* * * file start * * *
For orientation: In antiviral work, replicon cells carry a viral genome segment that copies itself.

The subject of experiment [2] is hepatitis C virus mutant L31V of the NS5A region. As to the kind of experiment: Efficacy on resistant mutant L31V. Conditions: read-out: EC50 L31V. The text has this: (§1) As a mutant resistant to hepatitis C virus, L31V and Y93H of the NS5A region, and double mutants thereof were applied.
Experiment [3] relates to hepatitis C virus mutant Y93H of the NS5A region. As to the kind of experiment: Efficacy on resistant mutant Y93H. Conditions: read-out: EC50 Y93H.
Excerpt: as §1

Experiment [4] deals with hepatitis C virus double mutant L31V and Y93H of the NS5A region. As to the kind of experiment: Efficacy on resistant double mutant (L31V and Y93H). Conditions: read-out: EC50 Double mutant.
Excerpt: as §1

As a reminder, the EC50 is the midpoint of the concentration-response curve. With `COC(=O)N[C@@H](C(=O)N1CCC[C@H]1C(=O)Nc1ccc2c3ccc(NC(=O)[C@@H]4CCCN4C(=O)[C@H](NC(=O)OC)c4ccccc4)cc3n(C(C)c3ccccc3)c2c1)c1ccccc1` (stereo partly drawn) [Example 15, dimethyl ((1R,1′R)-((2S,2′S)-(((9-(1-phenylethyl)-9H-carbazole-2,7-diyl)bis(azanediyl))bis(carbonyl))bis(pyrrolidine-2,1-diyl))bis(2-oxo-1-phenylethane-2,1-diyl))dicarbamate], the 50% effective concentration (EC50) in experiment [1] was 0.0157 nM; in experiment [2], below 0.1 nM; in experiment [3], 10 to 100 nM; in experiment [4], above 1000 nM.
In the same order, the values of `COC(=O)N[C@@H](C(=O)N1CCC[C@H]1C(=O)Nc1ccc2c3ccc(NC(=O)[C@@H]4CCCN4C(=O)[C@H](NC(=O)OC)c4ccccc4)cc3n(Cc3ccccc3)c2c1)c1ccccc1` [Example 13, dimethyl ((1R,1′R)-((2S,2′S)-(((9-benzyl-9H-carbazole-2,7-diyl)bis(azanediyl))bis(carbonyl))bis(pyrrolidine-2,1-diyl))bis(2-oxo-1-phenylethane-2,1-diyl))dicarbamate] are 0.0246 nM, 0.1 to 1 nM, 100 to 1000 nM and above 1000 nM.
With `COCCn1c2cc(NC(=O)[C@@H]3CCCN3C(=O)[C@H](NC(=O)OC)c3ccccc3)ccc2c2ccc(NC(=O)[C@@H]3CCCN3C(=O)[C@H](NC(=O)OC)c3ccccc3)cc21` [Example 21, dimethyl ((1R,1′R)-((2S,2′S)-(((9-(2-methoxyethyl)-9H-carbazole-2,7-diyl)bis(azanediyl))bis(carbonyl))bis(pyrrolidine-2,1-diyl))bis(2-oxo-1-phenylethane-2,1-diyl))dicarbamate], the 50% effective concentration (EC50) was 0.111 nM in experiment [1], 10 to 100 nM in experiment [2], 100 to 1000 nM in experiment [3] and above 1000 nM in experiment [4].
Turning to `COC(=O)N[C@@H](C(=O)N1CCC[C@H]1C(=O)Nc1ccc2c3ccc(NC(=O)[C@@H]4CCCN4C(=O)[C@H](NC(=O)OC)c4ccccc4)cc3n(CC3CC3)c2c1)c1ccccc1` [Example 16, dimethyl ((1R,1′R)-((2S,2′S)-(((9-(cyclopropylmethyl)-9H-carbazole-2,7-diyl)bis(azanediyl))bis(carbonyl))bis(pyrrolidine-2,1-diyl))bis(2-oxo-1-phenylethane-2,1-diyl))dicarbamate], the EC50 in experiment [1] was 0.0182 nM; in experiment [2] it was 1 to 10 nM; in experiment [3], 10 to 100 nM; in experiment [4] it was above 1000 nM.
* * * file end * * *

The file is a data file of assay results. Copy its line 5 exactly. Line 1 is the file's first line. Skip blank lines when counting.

Experiment [4] deals with hepatitis C virus double mutant L31V and Y93H of the NS5A region. As to the kind of experiment: Efficacy on resistant double mutant (L31V and Y93H). Conditions: read-out: EC50 Double mutant.